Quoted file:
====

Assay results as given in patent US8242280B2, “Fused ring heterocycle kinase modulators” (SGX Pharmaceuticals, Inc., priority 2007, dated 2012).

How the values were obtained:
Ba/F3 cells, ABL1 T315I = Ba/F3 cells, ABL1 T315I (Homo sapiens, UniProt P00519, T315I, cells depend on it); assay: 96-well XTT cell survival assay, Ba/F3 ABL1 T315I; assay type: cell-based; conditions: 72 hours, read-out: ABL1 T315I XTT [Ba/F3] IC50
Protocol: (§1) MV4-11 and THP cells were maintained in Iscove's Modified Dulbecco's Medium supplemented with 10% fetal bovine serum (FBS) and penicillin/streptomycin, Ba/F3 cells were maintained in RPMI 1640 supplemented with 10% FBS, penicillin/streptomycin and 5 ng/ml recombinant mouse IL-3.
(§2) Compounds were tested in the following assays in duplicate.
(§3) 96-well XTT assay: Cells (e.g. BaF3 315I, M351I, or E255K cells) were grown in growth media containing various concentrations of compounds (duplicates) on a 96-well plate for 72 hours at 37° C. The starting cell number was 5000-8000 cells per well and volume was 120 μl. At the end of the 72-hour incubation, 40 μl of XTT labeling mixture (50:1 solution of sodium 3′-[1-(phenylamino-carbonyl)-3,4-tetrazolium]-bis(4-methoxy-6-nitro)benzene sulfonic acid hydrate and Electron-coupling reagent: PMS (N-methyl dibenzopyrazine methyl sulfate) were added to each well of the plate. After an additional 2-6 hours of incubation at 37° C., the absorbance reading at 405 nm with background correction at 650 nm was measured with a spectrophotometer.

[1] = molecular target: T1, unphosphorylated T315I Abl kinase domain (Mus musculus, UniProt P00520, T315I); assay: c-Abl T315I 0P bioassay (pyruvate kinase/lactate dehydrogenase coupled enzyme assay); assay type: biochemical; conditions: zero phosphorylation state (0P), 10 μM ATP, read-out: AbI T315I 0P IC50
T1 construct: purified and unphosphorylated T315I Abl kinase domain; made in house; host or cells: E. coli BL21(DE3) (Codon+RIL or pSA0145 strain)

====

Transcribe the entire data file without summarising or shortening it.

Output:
Assay results as given in patent US8242280B2, “Fused ring heterocycle kinase modulators” (SGX Pharmaceuticals, Inc., priority 2007, dated 2012).

How the values were obtained:
Ba/F3 cells, ABL1 T315I = Ba/F3 cells, ABL1 T315I (Homo sapiens, UniProt P00519, T315I, cells depend on it); assay: 96-well XTT cell survival assay, Ba/F3 ABL1 T315I; assay type: cell-based; conditions: 72 hours, read-out: ABL1 T315I XTT [Ba/F3] IC50
Protocol: (§1) MV4-11 and THP cells were maintained in Iscove's Modified Dulbecco's Medium supplemented with 10% fetal bovine serum (FBS) and penicillin/streptomycin, Ba/F3 cells were maintained in RPMI 1640 supplemented with 10% FBS, penicillin/streptomycin and 5 ng/ml recombinant mouse IL-3.
(§2) Compounds were tested in the following assays in duplicate.
(§3) 96-well XTT assay: Cells (e.g. BaF3 315I, M351I, or E255K cells) were grown in growth media containing various concentrations of compounds (duplicates) on a 96-well plate for 72 hours at 37° C. The starting cell number was 5000-8000 cells per well and volume was 120 μl. At the end of the 72-hour incubation, 40 μl of XTT labeling mixture (50:1 solution of sodium 3′-[1-(phenylamino-carbonyl)-3,4-tetrazolium]-bis(4-methoxy-6-nitro)benzene sulfonic acid hydrate and Electron-coupling reagent: PMS (N-methyl dibenzopyrazine methyl sulfate) were added to each well of the plate. After an additional 2-6 hours of incubation at 37° C., the absorbance reading at 405 nm with background correction at 650 nm was measured with a spectrophotometer.

[1] = molecular target: T1, unphosphorylated T315I Abl kinase domain (Mus musculus, UniProt P00520, T315I); assay: c-Abl T315I 0P bioassay (pyruvate kinase/lactate dehydrogenase coupled enzyme assay); assay type: biochemical; conditions: zero phosphorylation state (0P), 10 μM ATP, read-out: AbI T315I 0P IC50
T1 construct: purified and unphosphorylated T315I Abl kinase domain; made in house; host or cells: E. coli BL21(DE3) (Codon+RIL or pSA0145 strain)